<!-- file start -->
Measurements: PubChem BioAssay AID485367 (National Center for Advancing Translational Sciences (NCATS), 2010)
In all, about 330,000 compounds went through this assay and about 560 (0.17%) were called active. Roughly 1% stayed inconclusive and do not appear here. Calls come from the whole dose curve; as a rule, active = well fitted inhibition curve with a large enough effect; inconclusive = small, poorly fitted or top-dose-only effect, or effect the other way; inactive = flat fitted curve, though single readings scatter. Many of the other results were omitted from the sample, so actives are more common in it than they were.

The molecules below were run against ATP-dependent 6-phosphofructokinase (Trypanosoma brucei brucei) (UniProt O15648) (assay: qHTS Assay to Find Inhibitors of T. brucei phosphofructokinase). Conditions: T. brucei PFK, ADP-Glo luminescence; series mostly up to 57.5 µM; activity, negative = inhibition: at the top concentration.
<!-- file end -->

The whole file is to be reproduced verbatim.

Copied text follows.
Measurements: PubChem BioAssay AID485367 (National Center for Advancing Translational Sciences (NCATS), 2010)
In all, about 330,000 compounds went through this assay and about 560 (0.17%) were called active. Roughly 1% stayed inconclusive and do not appear here. Calls come from the whole dose curve; as a rule, active = well fitted inhibition curve with a large enough effect; inconclusive = small, poorly fitted or top-dose-only effect, or effect the other way; inactive = flat fitted curve, though single readings scatter. Many of the other results were omitted from the sample, so actives are more common in it than they were.

The molecules below were run against ATP-dependent 6-phosphofructokinase (Trypanosoma brucei brucei) (UniProt O15648) (assay: qHTS Assay to Find Inhibitors of T. brucei phosphofructokinase). Conditions: T. brucei PFK, ADP-Glo luminescence; series mostly up to 57.5 µM; activity, negative = inhibition: at the top concentration.